Between three and five tornadoes probably touched down in central southeastern Alabama, she said. The Weather Service confirmed that a tornado at least a half-mile wide with 136 to 165 m.p.h. winds — or an EF-3 tornado on the Enhanced Fujita scale — had touched down in the southern part of Lee County.

The service will send teams on Monday to survey the damage to determine the path of the tornadoes, their intensity and how long they stayed on the ground.

Nearly eight years after a tornado outbreak that devastated major cities and small towns alike, Alabama remains wary of severe weather and the menace of tornadoes.

After the 2011 outbreak, which spawned more than 60 tornadoes in Alabama and led to more than 230 fatalities in the state, some communities ordered upgrades to storm shelters, and residents became extraordinarily sensitive about even the threat of poor weather.

Sunday’s weather was a “fairly classic” pattern for March, where colder air mixes with warmer air, said James Spann, the chief meteorologist for WBMA television, the local ABC affiliate. Tornadoes are common this time of year in “Dixie alley,” the nickname given to the Southern states vulnerable to severe weather, he said.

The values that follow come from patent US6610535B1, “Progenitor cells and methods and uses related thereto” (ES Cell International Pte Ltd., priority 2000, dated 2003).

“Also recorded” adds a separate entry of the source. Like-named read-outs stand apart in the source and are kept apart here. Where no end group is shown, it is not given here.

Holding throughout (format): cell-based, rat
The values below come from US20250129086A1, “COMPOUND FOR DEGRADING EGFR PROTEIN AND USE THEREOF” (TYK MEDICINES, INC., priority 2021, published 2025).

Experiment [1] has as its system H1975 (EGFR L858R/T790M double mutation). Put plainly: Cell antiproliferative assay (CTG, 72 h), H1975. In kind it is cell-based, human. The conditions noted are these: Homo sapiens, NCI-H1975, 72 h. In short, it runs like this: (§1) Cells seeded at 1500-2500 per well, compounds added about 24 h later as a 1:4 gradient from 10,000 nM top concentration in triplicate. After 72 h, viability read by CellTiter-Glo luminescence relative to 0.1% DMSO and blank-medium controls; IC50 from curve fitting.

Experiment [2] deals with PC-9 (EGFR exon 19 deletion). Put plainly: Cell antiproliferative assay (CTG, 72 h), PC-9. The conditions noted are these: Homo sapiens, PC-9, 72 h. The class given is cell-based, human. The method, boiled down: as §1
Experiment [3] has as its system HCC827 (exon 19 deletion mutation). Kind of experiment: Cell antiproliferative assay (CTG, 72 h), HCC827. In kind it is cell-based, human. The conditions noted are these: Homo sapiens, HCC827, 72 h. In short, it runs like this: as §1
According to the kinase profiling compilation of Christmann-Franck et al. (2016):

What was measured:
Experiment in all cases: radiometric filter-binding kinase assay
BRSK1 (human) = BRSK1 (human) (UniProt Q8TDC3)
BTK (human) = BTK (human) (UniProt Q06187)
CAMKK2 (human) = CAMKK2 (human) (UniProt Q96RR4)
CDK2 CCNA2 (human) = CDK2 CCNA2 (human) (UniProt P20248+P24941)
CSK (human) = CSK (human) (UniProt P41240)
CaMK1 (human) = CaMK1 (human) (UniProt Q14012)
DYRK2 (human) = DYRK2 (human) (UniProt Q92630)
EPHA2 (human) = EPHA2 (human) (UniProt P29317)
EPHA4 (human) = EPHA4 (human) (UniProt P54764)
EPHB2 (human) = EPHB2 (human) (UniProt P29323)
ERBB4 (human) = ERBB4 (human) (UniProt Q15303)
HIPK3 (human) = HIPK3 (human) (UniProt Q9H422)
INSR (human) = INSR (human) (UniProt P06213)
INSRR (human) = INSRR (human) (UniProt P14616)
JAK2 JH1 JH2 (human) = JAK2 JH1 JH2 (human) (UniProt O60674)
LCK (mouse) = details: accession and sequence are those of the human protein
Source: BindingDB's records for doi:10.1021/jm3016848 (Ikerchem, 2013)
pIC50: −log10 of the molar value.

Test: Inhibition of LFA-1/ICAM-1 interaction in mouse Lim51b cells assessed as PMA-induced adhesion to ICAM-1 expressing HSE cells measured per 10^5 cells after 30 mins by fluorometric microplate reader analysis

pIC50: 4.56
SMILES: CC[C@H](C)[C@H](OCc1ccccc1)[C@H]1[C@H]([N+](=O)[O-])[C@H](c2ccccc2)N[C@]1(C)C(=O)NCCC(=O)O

“This is clearly the biggest loss of life we’ve had in my state in a while,” he said. “In fact, we had more deaths in Lee County, Ala., today than the entire United States last year.”

In 2018, 10 people were killed by tornadoes in the United States.

“It’s been very quiet,” Mr. Spann said. “We knew it’s been too quiet for too long.”

At Least 14 Dead After Tornado Strikes Lee County, Alabama

EE COUNTY, Al. – At least 14 people have died as a result of a tornado that struck Lee County Alabama, WRBL News in Columbus, GA reports.

Lee County sits along the Alabama-Georgia border. Many homes have been destroyed and multiple injuries have been reported.

At least a dozen tornadoes touched down in Alabama and Georgia on Sunday afternoon, according to the National Weather Service, CNN reported.

“We have a pretty significant area of damage,” Sheriff Jay Jones told CNN. He estimated a path of destruction about half a mile wide stretched several miles to the east from where the tornado touched down.

The first tornado watches were issued around noon, but were expected to remain in place for parts of Georgia and South Carolina through 11 p.m. ET Sunday, CNN Meteorologist Gene Norman said.